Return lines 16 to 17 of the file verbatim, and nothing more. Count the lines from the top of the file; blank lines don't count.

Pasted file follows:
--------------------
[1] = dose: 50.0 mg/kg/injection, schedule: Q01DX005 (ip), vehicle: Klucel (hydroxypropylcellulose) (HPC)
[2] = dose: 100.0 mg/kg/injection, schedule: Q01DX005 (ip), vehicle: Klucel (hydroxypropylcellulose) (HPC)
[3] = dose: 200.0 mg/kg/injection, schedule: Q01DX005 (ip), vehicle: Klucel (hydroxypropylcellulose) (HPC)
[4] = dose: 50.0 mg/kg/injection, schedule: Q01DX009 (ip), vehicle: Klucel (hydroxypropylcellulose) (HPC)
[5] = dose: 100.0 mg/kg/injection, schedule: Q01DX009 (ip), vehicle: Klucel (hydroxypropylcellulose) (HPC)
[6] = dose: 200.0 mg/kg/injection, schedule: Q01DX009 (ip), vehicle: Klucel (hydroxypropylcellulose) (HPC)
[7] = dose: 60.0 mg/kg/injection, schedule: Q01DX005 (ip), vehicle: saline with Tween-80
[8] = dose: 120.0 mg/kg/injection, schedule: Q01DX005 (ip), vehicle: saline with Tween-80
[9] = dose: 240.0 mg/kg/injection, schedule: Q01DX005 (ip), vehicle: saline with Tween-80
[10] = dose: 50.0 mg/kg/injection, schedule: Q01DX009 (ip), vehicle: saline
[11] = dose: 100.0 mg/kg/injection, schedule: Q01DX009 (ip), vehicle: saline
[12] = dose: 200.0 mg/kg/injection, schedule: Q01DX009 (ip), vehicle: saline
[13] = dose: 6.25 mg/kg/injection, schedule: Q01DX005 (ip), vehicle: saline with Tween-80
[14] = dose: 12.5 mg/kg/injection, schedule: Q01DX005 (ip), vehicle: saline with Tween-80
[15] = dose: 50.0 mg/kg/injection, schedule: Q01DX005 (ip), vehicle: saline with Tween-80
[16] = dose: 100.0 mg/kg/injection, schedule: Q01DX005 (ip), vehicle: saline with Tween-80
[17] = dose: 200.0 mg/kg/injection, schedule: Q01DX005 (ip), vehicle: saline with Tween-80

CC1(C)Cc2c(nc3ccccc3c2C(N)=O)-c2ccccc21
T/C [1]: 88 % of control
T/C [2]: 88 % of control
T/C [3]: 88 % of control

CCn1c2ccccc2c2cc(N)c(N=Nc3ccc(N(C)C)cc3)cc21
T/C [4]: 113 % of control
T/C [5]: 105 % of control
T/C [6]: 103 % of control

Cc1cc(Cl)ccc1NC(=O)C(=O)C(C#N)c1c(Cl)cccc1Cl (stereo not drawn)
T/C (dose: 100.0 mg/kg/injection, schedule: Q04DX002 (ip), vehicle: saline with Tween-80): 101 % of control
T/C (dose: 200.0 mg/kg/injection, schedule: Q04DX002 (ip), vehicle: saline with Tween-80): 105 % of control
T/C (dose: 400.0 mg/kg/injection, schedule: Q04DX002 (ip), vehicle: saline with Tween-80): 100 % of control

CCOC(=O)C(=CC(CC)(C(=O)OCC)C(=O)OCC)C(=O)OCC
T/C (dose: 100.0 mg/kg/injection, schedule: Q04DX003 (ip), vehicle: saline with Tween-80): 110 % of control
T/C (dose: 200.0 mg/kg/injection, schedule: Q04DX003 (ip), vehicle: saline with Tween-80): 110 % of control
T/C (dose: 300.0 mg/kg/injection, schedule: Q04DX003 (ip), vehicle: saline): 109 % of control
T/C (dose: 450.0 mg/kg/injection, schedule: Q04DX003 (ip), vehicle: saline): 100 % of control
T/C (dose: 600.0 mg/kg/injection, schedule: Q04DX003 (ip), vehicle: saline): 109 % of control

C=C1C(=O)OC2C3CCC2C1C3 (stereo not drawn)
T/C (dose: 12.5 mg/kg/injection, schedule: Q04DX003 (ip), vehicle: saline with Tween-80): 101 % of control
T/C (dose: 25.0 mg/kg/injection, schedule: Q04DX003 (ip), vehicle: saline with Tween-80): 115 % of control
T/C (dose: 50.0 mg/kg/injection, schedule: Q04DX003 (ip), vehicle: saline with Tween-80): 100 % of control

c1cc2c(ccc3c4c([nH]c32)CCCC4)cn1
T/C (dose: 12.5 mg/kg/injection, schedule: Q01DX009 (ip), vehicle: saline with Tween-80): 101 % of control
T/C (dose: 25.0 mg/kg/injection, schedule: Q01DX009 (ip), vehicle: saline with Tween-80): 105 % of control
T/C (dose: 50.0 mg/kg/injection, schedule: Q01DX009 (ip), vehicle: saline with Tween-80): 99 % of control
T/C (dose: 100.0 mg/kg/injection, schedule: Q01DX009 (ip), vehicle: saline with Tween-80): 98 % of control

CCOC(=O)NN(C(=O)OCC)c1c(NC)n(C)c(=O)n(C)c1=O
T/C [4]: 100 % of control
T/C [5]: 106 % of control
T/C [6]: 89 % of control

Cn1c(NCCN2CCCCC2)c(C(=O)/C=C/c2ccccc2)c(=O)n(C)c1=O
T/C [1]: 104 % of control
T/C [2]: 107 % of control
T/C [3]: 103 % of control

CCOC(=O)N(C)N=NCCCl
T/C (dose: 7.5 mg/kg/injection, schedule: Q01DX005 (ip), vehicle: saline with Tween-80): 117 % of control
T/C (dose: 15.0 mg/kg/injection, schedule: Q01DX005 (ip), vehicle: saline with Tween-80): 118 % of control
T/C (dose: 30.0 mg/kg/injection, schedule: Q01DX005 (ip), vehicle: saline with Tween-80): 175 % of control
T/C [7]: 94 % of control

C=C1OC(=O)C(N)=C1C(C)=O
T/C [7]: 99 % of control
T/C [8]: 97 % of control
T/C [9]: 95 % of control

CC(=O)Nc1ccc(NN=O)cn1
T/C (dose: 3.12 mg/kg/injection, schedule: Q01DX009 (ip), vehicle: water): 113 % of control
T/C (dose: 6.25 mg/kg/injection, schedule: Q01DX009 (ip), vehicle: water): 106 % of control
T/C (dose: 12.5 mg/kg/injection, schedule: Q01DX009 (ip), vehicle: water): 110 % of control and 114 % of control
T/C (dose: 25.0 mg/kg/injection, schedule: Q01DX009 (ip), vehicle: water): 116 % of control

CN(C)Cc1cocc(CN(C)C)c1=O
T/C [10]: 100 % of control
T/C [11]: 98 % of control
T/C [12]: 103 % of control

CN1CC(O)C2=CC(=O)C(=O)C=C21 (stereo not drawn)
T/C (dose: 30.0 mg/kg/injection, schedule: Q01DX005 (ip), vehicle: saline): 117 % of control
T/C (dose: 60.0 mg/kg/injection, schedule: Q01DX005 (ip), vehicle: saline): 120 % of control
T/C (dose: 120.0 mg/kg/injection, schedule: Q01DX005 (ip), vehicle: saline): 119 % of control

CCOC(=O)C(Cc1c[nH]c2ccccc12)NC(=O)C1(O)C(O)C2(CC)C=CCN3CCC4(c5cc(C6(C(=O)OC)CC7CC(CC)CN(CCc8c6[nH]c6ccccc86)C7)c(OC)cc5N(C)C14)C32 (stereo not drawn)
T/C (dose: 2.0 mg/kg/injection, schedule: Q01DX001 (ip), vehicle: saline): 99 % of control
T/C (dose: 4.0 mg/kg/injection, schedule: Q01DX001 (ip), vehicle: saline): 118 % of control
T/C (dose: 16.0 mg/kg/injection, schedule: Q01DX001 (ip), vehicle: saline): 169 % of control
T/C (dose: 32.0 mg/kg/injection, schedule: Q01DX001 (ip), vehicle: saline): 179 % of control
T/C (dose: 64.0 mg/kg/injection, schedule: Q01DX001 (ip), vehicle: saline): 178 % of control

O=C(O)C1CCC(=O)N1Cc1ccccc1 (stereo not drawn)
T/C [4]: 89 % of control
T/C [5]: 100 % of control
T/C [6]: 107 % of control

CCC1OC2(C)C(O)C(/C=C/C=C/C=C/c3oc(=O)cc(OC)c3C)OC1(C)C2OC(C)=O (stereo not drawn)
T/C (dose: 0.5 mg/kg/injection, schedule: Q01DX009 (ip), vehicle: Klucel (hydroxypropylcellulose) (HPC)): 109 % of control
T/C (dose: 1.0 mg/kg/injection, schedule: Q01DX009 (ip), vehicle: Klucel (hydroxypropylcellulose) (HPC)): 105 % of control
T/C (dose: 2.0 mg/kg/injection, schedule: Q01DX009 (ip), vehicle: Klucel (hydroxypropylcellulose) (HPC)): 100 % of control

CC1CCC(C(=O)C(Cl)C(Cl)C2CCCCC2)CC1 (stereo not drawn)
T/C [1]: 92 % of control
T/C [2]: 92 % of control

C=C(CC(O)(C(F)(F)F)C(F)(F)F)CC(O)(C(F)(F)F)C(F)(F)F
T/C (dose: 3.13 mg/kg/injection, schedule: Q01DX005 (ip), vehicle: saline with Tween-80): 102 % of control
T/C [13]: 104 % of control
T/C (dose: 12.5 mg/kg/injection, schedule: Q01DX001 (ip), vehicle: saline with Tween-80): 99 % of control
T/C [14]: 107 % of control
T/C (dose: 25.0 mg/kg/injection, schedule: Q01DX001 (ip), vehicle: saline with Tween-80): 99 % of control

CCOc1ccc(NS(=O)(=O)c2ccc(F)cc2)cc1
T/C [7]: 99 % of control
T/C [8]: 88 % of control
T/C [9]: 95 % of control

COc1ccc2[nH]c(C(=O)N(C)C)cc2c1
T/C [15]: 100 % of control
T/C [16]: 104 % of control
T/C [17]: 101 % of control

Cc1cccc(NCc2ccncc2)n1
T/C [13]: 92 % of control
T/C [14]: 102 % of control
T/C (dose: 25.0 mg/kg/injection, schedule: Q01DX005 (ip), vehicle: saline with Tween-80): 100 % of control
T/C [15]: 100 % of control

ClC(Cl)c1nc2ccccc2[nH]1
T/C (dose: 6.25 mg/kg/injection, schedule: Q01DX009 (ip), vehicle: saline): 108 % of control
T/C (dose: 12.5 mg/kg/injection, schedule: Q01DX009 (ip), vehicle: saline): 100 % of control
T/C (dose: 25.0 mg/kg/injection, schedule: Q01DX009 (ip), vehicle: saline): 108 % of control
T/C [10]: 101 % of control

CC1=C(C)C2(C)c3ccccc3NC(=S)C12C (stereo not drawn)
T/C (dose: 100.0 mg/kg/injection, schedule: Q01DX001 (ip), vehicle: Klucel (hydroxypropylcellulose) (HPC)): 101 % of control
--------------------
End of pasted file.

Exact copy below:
[16] = dose: 100.0 mg/kg/injection, schedule: Q01DX005 (ip), vehicle: saline with Tween-80
[17] = dose: 200.0 mg/kg/injection, schedule: Q01DX005 (ip), vehicle: saline with Tween-80